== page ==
Thriving South African sorghum market possible, feasibility study finds

The Department of Science and Innovation (DSI), Grain South Africa and other partners have welcomed the findings of a feasibility study on expanding market opportunities for locally cultivated sorghum.


Sorghum is one of the crops identified by the agricultural pillar of the DSI's Bio-economy Strategy, which recognises the need to invest in value chain analysis initiatives that can support food security and the development of the agriculture sector through import substitution and other measures.


The sorghum feasibility study is aligned to the DSI's drive towards revitalisation of the agricultural sector, in support of the National Development Plan (NDP) finding that the sector has the potential to expand by one million hectares and create one million jobs by 2030.


Welcoming the study's findings, the Minister of Higher Education, Science and Innovation, Dr Blade Nzimande, said that innovation as a primary driver of technological growth was at the heart of the NDP.


"The new draft Decadal Plan of the DSI prioritises the revitalisation of traditional sectors of the economy such as agriculture. The draft Decadal Plan provides a strong theory of change for 'innovation driving revitalisation of agriculture', and positions research, development and innovation as drivers of growth in the agricultural sector to support this," the Minister said.


"Against this backdrop, the study looked at the feasibility of a sorghum value chain upgrade in South Africa and the rest of the world, as well measures to address the challenges that the sorghum industry faces locally," the Minister added.


The study analyzed regional and global best practices for sorghum, and investigated potential cultivars and agronomic methods that could lend themselves to South African climatic conditions. In addition, a full value-chain analysis including current and potential new role players was conducted, as well as a cost-benefit analysis of upgrading this value chain.


Grain South Africa, a key partner of the DSI, said with SA's extreme climate fluctuations and the expected warmer and drier conditions for the future, the key role of sorghum in food security can no longer be overlooked. The local sorghum industry is faced with numerous challenges and collaboration is key to finding solutions.  This study triggered the communication and interaction between the sorghum value chain stakeholders which was lacking for a long time. Most importantly, going forward, the outcomes of the study needs to be discussed between all role players to prioritize the initiatives according to their level of importance, impact and feasibility. Grain SA is grateful toward the DSI for initiating and funding the sorghum value chain study.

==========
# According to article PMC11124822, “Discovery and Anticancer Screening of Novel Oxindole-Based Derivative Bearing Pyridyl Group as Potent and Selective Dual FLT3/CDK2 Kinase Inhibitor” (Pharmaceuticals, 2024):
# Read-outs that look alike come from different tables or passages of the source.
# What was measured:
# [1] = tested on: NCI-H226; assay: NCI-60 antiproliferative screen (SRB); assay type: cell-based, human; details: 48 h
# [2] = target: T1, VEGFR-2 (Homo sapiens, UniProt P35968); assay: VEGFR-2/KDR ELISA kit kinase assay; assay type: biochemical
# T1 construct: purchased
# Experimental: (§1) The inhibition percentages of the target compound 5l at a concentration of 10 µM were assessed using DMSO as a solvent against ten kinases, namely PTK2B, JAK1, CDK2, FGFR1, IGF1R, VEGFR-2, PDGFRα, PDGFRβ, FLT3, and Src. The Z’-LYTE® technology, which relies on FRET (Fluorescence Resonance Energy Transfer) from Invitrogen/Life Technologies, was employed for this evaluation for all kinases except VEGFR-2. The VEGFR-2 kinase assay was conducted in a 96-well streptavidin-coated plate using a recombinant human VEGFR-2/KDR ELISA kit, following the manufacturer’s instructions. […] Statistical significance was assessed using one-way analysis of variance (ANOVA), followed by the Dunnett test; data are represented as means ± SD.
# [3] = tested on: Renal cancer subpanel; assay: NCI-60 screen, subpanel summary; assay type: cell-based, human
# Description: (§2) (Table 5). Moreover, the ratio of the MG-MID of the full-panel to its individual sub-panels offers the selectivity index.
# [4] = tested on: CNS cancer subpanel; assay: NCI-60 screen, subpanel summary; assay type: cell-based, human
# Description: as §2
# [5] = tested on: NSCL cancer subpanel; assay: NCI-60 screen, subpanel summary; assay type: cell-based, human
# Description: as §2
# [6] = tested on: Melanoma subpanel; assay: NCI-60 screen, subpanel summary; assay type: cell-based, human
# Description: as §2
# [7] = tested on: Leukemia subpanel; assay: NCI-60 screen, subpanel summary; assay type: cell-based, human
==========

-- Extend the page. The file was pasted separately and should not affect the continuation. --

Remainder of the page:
To upgrade the sorghum value chain to allow the industry to compete and grow, the study makes a number of recommendations. These include –

  • the establishment of a well-resourced sorghum pre-breeding programme, capable of applying modern genomics-based breeding technologies to develop elite sorghum lines that are well-adapted to southern African climatic conditions and have specific resistance to locally important pests and diseases; and
  • the adoption of a sorghum cluster initiative approach, in order to create closer market linkages, improve supply chains, and foster co-operation among value-chain participants.


““It is necessary to continuously improve our commercial crops such as sorghum for sector competitiveness and national food security and the coordination of all efforts and factors from industry to overcome SA’s reliance on imports.  Coordination, facilitation and multi-disciplinary, multi-institutional agricultural bio-innovation programmes across government and industry to drive productive value chains are thus critical to ensure socio-economic impact,” said Dr Maneshree Jugmohan-Naidu.


The study also recommends that the Eastern Cape be considered for a pilot site to demonstrate the value of establishing local processing centres and engaging emerging commercial farmers to supply sorghum to these centres.


The Eastern Cape is considered to have high potential for sorghum cultivation, especially in view of the growing negative impact of climate change on grain cultivation in some of the country's current high-potential regions.


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Issued by the Department of Science and Innovation and Grain South Africa


For more information, contact Veronica Mohapeloa at 083 400 5750


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